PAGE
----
The making of an entrepreneur — insights from the 12th India Innovation Summit


The recent 12th edition of the India Innovation Summit, hosted by the Confederation of Indian Industry (CII), was remarkably different from the previous ones. For many years, there were corporate leaders sharing their practices on innovation and R&D with sizeable presentations, and there were a few businessmen talking on the margins. However, this time, it was a break from the tradition. Firstly, no one used a presentation to make a point. Secondly, the event saw entrepreneurs, at various stages of their journeys, engage in insightful conversation.

Seldom do you come across so many entrepreneurs under one roof, and that too, engaging in structured conversations. Here is an attempt to capture some of the most salient takeaways from the two days. 

Entrepreneurs seldom wait for the ecosystem to be developed

While as a ritual there was the inaugural ceremony of the summit studded by government officials and some tall promises, it soon became clear that the real entrepreneurs never waited for any subsidies, infrastructures, government policies, or support, but rather they plunged. There remains a perennial debate as to what comes first, the entrepreneur, or the ecosystem. It only has become apparent that, in India at least, entrepreneurs neither wait for the ecosystem to emerge, nor seem to complain. In the words of Shradha Sharma, Founder of Your Story: “Don’t look for the answers outside. Look within.”

Every enduring business calls for a stickiness factor

Business schools, world over, incessantly feed their students with the notion of ‘first mover advantage’, but in reality, it’s often the late entrants that make it big. Especially, when the environment is dynamic, and there is discovery to happen, the first movers have a tough time clinging on to their early success.

What does it mean for category creators, or first movers in general? It is an imperative that the first movers create a clear stickiness factor, either for their customers, or suppliers, or employees, or the business model, which is not only difficult to copy, but more importantly, tough to decipher.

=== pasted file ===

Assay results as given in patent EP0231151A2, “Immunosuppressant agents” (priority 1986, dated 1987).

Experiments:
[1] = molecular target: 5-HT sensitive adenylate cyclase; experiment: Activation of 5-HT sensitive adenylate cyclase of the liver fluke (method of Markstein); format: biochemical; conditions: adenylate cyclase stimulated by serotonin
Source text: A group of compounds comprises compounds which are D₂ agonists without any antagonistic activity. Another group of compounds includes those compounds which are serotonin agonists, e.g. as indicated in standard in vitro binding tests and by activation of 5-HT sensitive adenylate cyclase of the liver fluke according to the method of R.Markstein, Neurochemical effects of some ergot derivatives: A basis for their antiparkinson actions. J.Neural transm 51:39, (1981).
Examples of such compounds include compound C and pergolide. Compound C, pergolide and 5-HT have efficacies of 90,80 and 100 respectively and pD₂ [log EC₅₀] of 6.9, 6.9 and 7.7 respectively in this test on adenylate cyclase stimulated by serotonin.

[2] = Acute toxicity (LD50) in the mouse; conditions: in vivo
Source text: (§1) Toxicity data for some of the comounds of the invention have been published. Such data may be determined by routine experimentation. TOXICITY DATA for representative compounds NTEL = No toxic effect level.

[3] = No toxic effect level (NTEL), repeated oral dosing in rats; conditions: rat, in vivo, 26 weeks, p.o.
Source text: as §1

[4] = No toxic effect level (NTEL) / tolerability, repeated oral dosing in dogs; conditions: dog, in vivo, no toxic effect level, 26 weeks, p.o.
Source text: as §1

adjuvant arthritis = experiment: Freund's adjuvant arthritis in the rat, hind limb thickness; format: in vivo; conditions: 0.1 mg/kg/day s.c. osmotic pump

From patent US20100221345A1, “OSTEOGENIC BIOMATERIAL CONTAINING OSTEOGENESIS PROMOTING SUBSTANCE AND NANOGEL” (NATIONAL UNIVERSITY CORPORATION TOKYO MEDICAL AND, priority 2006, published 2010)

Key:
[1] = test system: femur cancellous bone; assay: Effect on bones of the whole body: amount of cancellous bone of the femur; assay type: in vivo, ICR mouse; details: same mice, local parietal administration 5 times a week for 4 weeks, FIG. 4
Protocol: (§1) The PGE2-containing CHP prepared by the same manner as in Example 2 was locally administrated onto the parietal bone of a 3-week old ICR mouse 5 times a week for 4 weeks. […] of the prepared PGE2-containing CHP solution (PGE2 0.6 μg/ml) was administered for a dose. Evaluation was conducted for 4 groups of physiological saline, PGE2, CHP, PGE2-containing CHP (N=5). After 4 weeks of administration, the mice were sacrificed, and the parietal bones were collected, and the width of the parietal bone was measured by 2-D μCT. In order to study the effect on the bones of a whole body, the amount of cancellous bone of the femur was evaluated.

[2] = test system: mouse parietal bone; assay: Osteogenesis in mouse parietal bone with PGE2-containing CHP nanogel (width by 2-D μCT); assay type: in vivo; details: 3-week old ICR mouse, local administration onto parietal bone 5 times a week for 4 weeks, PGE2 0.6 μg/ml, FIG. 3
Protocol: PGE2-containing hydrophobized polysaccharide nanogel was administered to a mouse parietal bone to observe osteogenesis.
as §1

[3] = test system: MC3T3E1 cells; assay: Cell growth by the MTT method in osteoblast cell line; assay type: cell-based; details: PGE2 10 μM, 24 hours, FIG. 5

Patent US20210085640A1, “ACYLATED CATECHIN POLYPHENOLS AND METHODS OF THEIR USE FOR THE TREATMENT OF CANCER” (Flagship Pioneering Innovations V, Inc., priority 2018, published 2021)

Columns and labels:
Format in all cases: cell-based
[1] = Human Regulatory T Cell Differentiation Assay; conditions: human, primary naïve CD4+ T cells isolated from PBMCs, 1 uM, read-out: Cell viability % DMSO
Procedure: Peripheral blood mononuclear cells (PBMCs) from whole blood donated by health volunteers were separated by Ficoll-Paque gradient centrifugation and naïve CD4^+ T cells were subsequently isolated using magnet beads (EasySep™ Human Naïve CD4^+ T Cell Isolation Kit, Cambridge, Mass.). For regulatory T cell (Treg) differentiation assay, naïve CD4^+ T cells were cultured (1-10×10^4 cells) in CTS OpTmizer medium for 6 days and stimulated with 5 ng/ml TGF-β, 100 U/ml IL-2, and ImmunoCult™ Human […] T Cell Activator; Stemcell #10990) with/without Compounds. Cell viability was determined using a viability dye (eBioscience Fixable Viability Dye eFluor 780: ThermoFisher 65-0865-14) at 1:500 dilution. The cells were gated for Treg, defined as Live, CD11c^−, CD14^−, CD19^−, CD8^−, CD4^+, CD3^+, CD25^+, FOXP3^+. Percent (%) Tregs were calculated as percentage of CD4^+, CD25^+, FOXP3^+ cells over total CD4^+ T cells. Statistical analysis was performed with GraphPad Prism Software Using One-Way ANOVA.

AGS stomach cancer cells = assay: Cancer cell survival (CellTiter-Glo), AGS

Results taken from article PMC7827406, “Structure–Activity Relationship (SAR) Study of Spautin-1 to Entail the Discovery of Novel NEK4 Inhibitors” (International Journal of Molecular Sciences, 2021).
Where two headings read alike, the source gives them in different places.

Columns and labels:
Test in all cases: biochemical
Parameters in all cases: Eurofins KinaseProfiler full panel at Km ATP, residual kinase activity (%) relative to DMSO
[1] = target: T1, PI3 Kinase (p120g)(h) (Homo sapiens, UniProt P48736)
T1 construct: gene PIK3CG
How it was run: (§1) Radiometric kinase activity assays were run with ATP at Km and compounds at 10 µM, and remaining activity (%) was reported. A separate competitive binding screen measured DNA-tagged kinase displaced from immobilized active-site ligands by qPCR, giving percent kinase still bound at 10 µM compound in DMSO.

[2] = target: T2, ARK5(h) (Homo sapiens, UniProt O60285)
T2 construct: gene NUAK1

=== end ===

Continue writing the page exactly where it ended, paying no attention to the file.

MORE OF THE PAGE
Plunging blindly is not always advisable

Though there are several advocates of ‘just do it’ philosophy of entrepreneurship, seldom do such people talk about survivor bias, or the people who didn’t make it after all. While plunging blindly has a certain sense of charm to it, it rarely works. Most businesses call for certain level of discovery, either in terms of customer, the channels, value propositions, revenue means, and employee, amongst others.

Through most of the serious discussion it emerged that entrepreneurs do perform their homework. Even if to the world they seem to have taken the plunge, the successful ones have the ability to quickly learn and change the course. Assessment of the marketplace helps uncover blind spots, if not altogether help address all the problems at the very outset.

Your personal experience is not reason enough to start

It’s an urban legend that businesses start with a pain area, often their own pain, and while addressing that, they end up creating a fledgling business. But experiencing a trouble first-hand is only half the story. The person also needs to have or develop capabilities to effectively address the pain point.

One must remember that most of the pain points are shared and there are several people who would have experienced inconvenience, but very few are able to create a viable business out of it. That calls for having a differential advantage, in terms of unique insights, resources, capabilities, networks, or even pure luck.

So the next time you experience a problem, answer the question — ‘why me?’ That will not only help you solve the problem in the short run, but create an enduring business.

(Disclaimer: The views and opinions expressed in this article are those of the author and do not necessarily reflect the views of YourStory.)


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